Credit Card Fraud Investigators Expose 68,000 Hacked Accounts
Security experts recently uncovered a list of over 68,000 online account usernames and passwords captured by amateur cyber-criminals, according to recent news reports. Investigators at law enforcement agencies and at private research companies used the discovery to warn consumers that even unsophisticated hackers can gain access to credit card account information and other crucial data using basic "phishing" techniques.

As technology expert Leo Laporte explained on a recent episode of his radio show, thieves often need just the password to a target's e-mail account to cause financial damage. Many credit card issuers authenticate password change requests using customers' e-mail addresses. Accessing popular e-mail accounts, like those on Yahoo or Hotmail, can give criminals just enough data and opportunity to initiate fraudulent credit card charges and cash transfers.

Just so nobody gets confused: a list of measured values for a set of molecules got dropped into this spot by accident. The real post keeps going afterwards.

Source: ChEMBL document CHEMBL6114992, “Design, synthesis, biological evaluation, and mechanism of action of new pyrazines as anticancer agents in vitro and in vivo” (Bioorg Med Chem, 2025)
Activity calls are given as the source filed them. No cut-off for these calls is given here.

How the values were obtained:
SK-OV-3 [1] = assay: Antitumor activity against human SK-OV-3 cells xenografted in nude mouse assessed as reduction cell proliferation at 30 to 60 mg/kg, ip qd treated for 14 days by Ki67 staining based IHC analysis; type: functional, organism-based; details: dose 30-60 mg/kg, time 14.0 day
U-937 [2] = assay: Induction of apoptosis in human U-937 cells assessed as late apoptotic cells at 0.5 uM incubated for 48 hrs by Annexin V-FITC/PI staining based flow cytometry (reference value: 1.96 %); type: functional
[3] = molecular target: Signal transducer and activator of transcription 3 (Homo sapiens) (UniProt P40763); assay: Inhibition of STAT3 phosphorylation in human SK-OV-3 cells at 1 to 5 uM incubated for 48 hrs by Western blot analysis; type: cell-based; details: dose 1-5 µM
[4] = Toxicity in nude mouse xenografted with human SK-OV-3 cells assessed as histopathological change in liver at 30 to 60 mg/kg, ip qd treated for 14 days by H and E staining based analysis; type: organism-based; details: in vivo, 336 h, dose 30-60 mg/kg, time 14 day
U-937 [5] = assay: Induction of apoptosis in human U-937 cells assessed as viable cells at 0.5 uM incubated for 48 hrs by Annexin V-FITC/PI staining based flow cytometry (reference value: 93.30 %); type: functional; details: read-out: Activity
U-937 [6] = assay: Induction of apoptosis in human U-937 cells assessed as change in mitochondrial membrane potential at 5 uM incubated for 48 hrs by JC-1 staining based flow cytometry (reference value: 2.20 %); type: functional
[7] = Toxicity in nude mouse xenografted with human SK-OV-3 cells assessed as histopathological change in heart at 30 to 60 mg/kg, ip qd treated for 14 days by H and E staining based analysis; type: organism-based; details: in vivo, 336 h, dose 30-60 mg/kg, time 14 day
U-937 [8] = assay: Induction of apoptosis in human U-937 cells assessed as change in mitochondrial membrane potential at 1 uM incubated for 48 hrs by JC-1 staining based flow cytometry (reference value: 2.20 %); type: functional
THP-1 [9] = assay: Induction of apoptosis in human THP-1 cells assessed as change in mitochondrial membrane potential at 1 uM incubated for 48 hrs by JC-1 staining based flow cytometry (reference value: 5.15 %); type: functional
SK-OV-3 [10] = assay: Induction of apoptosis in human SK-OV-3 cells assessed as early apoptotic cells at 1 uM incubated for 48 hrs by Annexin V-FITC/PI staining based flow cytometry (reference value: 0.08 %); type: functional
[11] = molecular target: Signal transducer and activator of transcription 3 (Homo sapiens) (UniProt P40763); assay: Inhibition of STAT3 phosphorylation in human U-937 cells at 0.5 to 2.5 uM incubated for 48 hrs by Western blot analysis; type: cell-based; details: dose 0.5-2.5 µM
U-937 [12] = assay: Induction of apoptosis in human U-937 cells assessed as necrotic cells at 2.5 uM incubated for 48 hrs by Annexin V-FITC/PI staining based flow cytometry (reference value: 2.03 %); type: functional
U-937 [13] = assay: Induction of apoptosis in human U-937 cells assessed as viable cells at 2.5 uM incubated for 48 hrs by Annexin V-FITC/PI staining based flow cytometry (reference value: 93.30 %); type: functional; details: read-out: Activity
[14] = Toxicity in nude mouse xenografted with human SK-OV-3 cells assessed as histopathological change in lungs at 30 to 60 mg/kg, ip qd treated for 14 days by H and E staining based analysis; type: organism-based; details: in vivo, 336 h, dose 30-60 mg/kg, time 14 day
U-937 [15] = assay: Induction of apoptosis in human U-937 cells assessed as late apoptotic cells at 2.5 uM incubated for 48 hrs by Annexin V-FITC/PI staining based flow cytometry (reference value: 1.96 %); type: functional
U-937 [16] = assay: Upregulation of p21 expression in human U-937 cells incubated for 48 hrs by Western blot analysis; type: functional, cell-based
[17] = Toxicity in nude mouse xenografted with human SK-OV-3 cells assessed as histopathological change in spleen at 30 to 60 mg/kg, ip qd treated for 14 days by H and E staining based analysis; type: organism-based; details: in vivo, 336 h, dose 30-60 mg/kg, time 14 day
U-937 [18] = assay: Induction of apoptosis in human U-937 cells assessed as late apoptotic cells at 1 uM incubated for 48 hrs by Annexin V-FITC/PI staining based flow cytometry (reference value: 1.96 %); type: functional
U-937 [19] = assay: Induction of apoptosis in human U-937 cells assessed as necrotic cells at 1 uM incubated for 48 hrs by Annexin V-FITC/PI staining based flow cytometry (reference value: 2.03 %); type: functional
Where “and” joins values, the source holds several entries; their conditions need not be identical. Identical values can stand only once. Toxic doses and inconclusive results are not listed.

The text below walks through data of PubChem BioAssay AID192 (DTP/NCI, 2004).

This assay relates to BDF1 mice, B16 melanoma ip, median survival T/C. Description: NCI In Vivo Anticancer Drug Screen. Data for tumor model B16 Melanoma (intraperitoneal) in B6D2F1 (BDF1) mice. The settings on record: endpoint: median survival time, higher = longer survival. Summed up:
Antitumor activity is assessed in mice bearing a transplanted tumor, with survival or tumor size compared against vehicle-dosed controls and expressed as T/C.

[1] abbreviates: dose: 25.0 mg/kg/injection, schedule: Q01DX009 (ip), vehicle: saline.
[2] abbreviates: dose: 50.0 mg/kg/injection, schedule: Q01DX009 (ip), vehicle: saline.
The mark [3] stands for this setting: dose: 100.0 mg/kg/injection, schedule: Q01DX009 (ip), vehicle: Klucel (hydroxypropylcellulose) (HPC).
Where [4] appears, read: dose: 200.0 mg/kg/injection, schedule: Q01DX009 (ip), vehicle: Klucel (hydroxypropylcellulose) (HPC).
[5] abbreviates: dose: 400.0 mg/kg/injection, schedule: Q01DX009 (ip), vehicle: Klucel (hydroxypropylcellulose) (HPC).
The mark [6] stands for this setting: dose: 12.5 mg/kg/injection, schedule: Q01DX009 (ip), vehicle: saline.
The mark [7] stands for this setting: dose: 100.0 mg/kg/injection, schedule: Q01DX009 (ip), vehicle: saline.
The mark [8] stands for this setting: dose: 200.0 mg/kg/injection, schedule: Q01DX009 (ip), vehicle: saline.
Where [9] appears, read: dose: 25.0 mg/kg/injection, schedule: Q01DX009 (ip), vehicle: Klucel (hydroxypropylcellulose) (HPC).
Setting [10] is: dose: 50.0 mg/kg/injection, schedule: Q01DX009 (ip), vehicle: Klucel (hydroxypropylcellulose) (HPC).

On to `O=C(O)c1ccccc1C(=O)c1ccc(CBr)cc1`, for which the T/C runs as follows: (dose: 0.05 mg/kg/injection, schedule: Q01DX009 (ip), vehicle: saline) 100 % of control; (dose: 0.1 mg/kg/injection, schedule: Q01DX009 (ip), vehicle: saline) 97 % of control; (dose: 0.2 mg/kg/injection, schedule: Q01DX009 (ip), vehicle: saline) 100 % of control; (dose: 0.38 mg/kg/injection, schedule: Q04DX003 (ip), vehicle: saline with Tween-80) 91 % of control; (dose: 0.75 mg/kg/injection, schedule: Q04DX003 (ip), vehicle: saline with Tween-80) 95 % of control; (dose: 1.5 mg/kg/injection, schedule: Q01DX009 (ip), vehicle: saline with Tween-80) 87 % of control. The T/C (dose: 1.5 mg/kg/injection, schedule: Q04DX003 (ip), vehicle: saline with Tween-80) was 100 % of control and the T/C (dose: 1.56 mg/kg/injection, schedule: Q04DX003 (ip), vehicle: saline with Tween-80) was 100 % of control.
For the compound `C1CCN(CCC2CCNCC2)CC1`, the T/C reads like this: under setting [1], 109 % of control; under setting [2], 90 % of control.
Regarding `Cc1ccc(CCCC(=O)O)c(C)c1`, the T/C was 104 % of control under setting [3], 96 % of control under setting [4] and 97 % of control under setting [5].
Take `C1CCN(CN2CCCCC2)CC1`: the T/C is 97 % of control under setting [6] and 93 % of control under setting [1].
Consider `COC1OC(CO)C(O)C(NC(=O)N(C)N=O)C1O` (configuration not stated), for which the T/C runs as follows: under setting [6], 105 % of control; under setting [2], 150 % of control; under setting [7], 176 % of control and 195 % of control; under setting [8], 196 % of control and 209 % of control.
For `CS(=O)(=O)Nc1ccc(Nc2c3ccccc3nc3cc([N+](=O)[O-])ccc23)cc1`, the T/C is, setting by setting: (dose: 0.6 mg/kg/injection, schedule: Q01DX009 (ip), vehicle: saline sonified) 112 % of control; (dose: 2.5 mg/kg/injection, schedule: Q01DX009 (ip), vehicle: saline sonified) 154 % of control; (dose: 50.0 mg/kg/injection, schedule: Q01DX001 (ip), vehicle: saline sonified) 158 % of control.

"Phishing" attacks often take the form of e-mail disguised as official communication from a bank, an e-mail provider, or a trusted vendor. Investigators warned consumers to use passwords only on secure websites reached through typing an address directly into a web browser and not by following an e-mailed link to a potential impostor site.

About the Author


Joe Taylor Jr. is an internal business consultant for a Fortune 500 company, who writes about finance, culture, and design. He holds a Bachelor of Science in Communications from Ithaca College.